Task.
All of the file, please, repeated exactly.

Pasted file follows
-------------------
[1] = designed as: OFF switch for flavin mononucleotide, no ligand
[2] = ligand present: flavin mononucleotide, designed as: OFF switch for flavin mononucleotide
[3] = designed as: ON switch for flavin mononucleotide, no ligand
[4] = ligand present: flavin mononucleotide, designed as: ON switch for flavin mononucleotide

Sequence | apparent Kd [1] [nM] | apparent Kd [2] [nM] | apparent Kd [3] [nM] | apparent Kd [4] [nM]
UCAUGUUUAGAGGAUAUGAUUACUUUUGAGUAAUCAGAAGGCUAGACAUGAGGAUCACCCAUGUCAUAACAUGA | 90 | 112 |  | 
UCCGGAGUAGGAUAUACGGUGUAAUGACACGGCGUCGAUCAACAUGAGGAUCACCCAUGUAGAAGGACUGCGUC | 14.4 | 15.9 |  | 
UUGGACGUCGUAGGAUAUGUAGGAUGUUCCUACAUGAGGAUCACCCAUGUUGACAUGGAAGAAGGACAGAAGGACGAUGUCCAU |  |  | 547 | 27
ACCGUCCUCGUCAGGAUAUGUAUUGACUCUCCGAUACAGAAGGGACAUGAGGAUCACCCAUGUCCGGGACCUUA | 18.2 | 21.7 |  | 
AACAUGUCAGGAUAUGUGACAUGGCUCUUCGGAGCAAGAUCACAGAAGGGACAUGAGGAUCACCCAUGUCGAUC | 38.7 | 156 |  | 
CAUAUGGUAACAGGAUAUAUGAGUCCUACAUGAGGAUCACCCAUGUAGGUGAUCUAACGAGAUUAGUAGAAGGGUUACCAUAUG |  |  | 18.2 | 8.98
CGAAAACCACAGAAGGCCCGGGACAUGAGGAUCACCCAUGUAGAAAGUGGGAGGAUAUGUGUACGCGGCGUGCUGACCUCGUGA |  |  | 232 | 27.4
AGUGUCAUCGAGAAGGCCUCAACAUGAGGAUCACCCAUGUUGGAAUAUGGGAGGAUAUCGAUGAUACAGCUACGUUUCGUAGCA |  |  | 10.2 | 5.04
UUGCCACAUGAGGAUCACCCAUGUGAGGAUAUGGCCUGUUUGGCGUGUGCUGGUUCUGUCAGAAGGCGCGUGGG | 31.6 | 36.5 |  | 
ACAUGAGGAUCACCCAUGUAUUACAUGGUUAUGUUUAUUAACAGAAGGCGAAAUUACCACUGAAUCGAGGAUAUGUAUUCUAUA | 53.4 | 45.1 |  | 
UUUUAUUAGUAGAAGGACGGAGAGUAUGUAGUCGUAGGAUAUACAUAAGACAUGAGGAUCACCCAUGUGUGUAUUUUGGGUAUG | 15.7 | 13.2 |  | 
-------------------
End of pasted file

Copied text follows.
[1] = designed as: OFF switch for flavin mononucleotide, no ligand
[2] = ligand present: flavin mononucleotide, designed as: OFF switch for flavin mononucleotide
[3] = designed as: ON switch for flavin mononucleotide, no ligand
[4] = ligand present: flavin mononucleotide, designed as: ON switch for flavin mononucleotide

Sequence | apparent Kd [1] [nM] | apparent Kd [2] [nM] | apparent Kd [3] [nM] | apparent Kd [4] [nM]
UCAUGUUUAGAGGAUAUGAUUACUUUUGAGUAAUCAGAAGGCUAGACAUGAGGAUCACCCAUGUCAUAACAUGA | 90 | 112 |  | 
UCCGGAGUAGGAUAUACGGUGUAAUGACACGGCGUCGAUCAACAUGAGGAUCACCCAUGUAGAAGGACUGCGUC | 14.4 | 15.9 |  | 
UUGGACGUCGUAGGAUAUGUAGGAUGUUCCUACAUGAGGAUCACCCAUGUUGACAUGGAAGAAGGACAGAAGGACGAUGUCCAU |  |  | 547 | 27
ACCGUCCUCGUCAGGAUAUGUAUUGACUCUCCGAUACAGAAGGGACAUGAGGAUCACCCAUGUCCGGGACCUUA | 18.2 | 21.7 |  | 
AACAUGUCAGGAUAUGUGACAUGGCUCUUCGGAGCAAGAUCACAGAAGGGACAUGAGGAUCACCCAUGUCGAUC | 38.7 | 156 |  | 
CAUAUGGUAACAGGAUAUAUGAGUCCUACAUGAGGAUCACCCAUGUAGGUGAUCUAACGAGAUUAGUAGAAGGGUUACCAUAUG |  |  | 18.2 | 8.98
CGAAAACCACAGAAGGCCCGGGACAUGAGGAUCACCCAUGUAGAAAGUGGGAGGAUAUGUGUACGCGGCGUGCUGACCUCGUGA |  |  | 232 | 27.4
AGUGUCAUCGAGAAGGCCUCAACAUGAGGAUCACCCAUGUUGGAAUAUGGGAGGAUAUCGAUGAUACAGCUACGUUUCGUAGCA |  |  | 10.2 | 5.04
UUGCCACAUGAGGAUCACCCAUGUGAGGAUAUGGCCUGUUUGGCGUGUGCUGGUUCUGUCAGAAGGCGCGUGGG | 31.6 | 36.5 |  | 
ACAUGAGGAUCACCCAUGUAUUACAUGGUUAUGUUUAUUAACAGAAGGCGAAAUUACCACUGAAUCGAGGAUAUGUAUUCUAUA | 53.4 | 45.1 |  | 
UUUUAUUAGUAGAAGGACGGAGAGUAUGUAGUCGUAGGAUAUACAUAAGACAUGAGGAUCACCCAUGUGUGUAUUUUGGGUAUG | 15.7 | 13.2 |  | 